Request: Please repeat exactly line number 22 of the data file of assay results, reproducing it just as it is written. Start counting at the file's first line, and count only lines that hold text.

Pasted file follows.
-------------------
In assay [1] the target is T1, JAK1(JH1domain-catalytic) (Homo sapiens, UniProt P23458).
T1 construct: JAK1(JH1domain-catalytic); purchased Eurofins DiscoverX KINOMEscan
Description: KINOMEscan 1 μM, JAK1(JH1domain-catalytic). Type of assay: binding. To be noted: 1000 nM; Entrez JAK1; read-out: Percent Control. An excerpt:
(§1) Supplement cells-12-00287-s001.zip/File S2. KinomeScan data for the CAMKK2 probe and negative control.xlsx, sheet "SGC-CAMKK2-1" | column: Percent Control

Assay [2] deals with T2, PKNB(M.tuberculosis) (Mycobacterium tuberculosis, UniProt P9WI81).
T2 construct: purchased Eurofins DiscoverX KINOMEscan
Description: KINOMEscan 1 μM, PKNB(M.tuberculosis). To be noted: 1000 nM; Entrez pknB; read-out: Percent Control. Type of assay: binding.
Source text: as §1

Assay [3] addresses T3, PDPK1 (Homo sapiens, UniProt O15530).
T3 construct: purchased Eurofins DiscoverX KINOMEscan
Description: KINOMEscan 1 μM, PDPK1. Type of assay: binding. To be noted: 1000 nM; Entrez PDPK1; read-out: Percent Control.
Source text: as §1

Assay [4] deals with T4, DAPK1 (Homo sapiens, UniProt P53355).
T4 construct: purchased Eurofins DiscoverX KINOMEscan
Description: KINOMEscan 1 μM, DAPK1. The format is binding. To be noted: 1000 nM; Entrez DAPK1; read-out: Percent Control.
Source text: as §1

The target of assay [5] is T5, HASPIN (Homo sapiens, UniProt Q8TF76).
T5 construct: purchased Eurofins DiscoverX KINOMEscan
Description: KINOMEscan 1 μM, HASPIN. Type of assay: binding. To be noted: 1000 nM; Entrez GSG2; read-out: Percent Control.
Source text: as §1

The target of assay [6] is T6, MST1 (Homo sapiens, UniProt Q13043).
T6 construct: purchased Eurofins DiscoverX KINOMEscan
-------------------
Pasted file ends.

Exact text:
T6 construct: purchased Eurofins DiscoverX KINOMEscan